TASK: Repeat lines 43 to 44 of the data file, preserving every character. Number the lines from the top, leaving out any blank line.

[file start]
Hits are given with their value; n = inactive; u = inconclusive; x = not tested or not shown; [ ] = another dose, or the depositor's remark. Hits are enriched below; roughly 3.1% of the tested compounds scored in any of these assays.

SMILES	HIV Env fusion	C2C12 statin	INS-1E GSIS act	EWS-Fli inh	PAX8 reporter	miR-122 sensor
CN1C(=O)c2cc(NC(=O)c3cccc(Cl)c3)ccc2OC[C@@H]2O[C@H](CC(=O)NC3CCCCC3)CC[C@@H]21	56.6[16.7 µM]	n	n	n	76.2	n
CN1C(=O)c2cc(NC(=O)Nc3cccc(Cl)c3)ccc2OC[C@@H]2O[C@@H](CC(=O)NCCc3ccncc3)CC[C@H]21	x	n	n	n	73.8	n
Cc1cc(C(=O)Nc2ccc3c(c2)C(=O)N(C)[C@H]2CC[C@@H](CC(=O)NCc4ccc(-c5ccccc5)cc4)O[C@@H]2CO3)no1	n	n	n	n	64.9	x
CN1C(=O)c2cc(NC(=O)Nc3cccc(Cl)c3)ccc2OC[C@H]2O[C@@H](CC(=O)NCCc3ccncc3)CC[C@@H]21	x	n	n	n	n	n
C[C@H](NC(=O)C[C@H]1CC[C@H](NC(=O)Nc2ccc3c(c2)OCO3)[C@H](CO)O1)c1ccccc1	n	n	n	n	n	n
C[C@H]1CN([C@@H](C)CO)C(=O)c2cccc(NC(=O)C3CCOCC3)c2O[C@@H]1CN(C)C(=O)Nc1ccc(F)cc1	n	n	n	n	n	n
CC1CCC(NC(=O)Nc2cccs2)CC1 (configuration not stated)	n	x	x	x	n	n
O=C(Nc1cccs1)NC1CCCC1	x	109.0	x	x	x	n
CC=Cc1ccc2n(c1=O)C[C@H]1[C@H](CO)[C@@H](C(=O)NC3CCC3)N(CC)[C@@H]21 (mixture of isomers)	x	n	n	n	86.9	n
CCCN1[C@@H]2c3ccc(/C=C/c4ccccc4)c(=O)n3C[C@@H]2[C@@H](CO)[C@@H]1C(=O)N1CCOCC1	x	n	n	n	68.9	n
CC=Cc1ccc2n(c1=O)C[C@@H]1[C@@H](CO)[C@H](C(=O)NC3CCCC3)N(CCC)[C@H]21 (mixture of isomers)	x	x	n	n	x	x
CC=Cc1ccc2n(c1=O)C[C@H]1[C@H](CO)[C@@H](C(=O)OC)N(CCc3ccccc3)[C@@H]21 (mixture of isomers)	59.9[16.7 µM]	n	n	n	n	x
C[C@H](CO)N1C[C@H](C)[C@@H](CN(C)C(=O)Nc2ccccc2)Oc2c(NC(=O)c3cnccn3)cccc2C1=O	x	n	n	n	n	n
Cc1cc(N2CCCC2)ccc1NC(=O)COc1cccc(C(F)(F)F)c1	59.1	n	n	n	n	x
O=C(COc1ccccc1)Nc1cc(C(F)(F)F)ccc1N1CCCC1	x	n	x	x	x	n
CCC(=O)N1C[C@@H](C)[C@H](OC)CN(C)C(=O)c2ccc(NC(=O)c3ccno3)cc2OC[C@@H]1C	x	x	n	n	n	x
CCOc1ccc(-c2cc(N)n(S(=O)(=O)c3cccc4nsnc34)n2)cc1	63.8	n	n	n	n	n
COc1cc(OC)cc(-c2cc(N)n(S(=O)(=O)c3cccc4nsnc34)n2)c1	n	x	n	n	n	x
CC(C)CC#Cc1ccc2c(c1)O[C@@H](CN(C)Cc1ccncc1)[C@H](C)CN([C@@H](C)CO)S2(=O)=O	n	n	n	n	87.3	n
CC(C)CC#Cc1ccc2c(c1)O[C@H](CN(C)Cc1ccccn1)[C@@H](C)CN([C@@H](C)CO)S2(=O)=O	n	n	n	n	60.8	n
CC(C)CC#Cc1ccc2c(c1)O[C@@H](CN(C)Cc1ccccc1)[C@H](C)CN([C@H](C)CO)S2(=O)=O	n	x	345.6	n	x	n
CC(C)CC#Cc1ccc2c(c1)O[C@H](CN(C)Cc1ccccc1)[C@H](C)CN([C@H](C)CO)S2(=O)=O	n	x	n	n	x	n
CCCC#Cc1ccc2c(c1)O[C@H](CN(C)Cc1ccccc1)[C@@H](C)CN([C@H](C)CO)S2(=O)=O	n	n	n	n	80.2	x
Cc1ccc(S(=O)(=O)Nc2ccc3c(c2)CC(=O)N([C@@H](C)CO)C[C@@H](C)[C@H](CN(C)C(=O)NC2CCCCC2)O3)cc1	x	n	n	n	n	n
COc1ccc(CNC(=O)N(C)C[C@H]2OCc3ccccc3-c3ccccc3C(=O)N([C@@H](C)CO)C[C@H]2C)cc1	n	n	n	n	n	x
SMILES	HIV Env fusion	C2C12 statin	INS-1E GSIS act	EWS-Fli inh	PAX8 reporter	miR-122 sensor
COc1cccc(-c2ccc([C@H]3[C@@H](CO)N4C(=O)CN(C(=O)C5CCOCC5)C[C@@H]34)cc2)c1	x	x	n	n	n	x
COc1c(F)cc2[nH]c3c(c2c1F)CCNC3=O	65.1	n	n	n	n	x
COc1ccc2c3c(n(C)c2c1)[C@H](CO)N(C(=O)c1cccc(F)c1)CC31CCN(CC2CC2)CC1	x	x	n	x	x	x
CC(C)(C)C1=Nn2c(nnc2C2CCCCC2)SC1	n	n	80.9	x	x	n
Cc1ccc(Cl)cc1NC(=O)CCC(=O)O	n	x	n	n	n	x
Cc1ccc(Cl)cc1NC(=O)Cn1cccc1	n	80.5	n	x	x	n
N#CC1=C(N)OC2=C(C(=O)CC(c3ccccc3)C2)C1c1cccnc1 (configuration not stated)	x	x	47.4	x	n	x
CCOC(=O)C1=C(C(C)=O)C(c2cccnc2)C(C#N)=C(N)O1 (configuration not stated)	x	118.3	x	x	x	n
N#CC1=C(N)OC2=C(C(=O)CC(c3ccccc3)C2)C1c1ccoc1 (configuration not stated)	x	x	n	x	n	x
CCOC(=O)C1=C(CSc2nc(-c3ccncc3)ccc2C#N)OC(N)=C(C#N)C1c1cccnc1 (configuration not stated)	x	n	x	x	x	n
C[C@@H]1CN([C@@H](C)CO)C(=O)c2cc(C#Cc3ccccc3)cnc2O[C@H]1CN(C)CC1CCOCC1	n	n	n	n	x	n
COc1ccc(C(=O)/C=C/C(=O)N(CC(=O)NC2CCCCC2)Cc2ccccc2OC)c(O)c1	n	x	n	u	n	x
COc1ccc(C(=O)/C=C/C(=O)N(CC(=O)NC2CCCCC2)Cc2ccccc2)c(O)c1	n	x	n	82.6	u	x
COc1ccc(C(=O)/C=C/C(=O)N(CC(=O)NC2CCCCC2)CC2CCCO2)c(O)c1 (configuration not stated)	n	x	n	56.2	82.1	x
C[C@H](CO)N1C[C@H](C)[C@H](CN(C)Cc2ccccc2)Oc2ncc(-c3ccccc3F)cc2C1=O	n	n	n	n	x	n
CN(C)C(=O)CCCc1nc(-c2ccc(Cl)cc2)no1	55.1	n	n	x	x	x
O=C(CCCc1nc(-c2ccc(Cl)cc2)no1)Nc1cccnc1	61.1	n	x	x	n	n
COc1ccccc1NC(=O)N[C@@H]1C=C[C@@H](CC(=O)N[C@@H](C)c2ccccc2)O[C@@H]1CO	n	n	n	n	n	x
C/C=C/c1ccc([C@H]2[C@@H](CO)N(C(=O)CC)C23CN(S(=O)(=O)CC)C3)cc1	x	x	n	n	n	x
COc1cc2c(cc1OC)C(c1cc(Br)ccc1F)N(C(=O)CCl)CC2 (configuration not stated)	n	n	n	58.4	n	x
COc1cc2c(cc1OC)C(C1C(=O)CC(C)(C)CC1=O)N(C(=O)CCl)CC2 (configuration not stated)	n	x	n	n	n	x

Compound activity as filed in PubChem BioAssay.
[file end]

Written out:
C[C@H](CO)N1C[C@H](C)[C@H](CN(C)Cc2ccccc2)Oc2ncc(-c3ccccc3F)cc2C1=O	n	n	n	n	x	n
CN(C)C(=O)CCCc1nc(-c2ccc(Cl)cc2)no1	55.1	n	n	x	x	x